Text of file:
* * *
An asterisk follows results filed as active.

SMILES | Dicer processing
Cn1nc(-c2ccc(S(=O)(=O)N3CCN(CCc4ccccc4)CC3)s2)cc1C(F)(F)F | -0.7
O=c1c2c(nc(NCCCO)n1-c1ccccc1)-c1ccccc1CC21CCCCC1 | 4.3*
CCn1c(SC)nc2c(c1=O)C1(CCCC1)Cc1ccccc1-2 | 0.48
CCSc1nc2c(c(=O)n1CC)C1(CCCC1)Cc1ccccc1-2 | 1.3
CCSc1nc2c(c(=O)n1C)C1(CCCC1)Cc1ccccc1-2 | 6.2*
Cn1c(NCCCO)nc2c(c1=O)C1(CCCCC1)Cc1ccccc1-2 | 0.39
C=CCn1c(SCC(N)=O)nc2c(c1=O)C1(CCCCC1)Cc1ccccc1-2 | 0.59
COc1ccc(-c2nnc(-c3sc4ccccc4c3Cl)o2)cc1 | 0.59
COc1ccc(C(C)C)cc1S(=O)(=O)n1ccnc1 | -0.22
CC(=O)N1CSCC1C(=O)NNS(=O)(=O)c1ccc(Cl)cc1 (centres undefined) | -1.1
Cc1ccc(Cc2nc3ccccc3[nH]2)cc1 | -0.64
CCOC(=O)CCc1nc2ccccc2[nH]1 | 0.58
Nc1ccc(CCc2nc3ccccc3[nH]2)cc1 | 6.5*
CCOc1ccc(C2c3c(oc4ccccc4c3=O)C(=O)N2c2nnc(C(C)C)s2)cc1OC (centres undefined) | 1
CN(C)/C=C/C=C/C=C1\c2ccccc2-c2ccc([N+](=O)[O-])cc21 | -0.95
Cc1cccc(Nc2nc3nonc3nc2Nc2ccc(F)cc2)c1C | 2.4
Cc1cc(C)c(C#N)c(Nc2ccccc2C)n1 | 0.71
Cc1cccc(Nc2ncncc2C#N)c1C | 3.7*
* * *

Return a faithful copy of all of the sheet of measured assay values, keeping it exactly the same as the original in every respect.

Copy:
An asterisk follows results filed as active.

SMILES | Dicer processing
Cn1nc(-c2ccc(S(=O)(=O)N3CCN(CCc4ccccc4)CC3)s2)cc1C(F)(F)F | -0.7
O=c1c2c(nc(NCCCO)n1-c1ccccc1)-c1ccccc1CC21CCCCC1 | 4.3*
CCn1c(SC)nc2c(c1=O)C1(CCCC1)Cc1ccccc1-2 | 0.48
CCSc1nc2c(c(=O)n1CC)C1(CCCC1)Cc1ccccc1-2 | 1.3
CCSc1nc2c(c(=O)n1C)C1(CCCC1)Cc1ccccc1-2 | 6.2*
Cn1c(NCCCO)nc2c(c1=O)C1(CCCCC1)Cc1ccccc1-2 | 0.39
C=CCn1c(SCC(N)=O)nc2c(c1=O)C1(CCCCC1)Cc1ccccc1-2 | 0.59
COc1ccc(-c2nnc(-c3sc4ccccc4c3Cl)o2)cc1 | 0.59
COc1ccc(C(C)C)cc1S(=O)(=O)n1ccnc1 | -0.22
CC(=O)N1CSCC1C(=O)NNS(=O)(=O)c1ccc(Cl)cc1 (centres undefined) | -1.1
Cc1ccc(Cc2nc3ccccc3[nH]2)cc1 | -0.64
CCOC(=O)CCc1nc2ccccc2[nH]1 | 0.58
Nc1ccc(CCc2nc3ccccc3[nH]2)cc1 | 6.5*
CCOc1ccc(C2c3c(oc4ccccc4c3=O)C(=O)N2c2nnc(C(C)C)s2)cc1OC (centres undefined) | 1
CN(C)/C=C/C=C/C=C1\c2ccccc2-c2ccc([N+](=O)[O-])cc21 | -0.95
Cc1cccc(Nc2nc3nonc3nc2Nc2ccc(F)cc2)c1C | 2.4
Cc1cc(C)c(C#N)c(Nc2ccccc2C)n1 | 0.71
Cc1cccc(Nc2ncncc2C#N)c1C | 3.7*